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The Overpricing Problem: Moral Hazard and Franchises

  • Eckert, Heather

    ()

    (University of Alberta, Department of Economics)

  • van Egteren, Henry

    ()

    (University of Alberta, Department of Economics)

  • Hannweber, Troy

    (University of Alberta, Department of Economics)

We hypothesize that moral hazard is an important factor in explaining the under performance of firms, identified by Ritter (1991), following initial public offerings (IPOs). We test this hypothesis by comparing post-IPO returns of franchised and non-franchised firms. Franchised IPOs, whose franchise agreements mitigate the moral hazard problems that arise from the dilution of ownership following an IPO, outperform their non-franchised, matched counterpart IPOs over five years in the aftermarket.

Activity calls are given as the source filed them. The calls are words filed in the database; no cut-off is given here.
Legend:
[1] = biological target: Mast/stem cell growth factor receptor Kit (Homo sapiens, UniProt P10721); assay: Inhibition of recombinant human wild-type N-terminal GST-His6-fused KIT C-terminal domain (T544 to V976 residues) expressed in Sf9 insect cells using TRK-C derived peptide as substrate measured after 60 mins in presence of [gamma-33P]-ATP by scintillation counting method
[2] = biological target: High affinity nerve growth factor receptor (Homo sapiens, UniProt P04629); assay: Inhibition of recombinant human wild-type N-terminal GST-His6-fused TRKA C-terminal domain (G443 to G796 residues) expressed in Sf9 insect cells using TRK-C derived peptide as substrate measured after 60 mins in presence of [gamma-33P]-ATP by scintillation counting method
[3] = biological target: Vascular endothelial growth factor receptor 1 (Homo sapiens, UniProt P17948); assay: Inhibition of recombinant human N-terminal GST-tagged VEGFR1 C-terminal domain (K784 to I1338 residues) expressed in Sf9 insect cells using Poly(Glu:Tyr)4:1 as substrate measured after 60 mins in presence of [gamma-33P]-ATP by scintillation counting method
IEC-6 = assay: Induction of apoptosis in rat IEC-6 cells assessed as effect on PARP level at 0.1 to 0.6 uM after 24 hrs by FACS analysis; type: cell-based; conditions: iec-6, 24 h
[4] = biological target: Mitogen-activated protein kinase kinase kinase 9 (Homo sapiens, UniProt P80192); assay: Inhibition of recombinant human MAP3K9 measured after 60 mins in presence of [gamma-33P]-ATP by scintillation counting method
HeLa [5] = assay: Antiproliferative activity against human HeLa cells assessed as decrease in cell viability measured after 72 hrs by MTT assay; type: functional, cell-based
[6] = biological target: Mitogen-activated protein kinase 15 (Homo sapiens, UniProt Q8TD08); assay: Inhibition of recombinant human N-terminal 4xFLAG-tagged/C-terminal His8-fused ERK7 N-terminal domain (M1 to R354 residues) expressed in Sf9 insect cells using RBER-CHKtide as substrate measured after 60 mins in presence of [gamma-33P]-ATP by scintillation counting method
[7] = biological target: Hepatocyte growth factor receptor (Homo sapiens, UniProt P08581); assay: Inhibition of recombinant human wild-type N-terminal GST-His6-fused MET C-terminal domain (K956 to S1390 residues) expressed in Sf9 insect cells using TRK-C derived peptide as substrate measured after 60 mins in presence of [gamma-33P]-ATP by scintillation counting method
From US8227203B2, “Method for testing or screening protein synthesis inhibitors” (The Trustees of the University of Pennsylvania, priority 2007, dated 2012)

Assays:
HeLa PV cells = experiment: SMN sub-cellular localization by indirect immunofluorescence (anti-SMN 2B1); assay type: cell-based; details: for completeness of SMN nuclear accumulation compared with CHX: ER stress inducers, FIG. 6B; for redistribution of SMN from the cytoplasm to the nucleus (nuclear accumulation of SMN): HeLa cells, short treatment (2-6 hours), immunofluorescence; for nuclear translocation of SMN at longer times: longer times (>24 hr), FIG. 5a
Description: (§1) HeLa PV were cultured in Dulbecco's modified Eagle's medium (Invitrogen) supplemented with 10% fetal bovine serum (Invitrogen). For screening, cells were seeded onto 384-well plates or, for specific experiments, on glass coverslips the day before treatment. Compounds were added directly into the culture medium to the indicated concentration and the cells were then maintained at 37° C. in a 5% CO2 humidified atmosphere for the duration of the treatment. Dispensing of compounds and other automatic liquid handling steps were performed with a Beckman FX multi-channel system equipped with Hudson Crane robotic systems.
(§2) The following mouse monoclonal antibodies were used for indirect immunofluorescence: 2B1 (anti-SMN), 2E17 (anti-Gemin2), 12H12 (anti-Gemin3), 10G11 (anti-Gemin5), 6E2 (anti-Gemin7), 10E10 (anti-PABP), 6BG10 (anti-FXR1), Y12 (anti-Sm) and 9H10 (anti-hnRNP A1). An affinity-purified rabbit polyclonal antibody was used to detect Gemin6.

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File URL: http://www.ualberta.ca/~econwps/2012/wp2012-02.pdf
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Paper provided by University of Alberta, Department of Economics in its series Working Papers with number 2012-2.

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Length: 23 pages
Date of creation: 01 Jan 2012
Date of revision:
Handle: RePEc:ris:albaec:2012_002
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  1. Ljungqvist, Alexander P. & Nanda, Vikram & Singh, Rajdeep, 2001. "Hot Markets, Investor Sentiment and IPO Pricing," CEPR Discussion Papers 3053, C.E.P.R. Discussion Papers.
  2. Lee, Philip J. & Taylor, Stephen L. & Walter, Terry S., 1996. "Australian IPO pricing in the short and long run," Journal of Banking & Finance, Elsevier, vol. 20(7), pages 1189-1210, August.
  3. Francine Lafontaine, 1992. "Agency Theory and Franchising: Some Empirical Results," RAND Journal of Economics, The RAND Corporation, vol. 23(2), pages 263-283, Summer.
  4. Eckbo, B Espen & Norli, √ėyvind, 2005. "Liquidity Risk, Leverage and Long-Run IPO Returns," CEPR Discussion Papers 4832, C.E.P.R. Discussion Papers.
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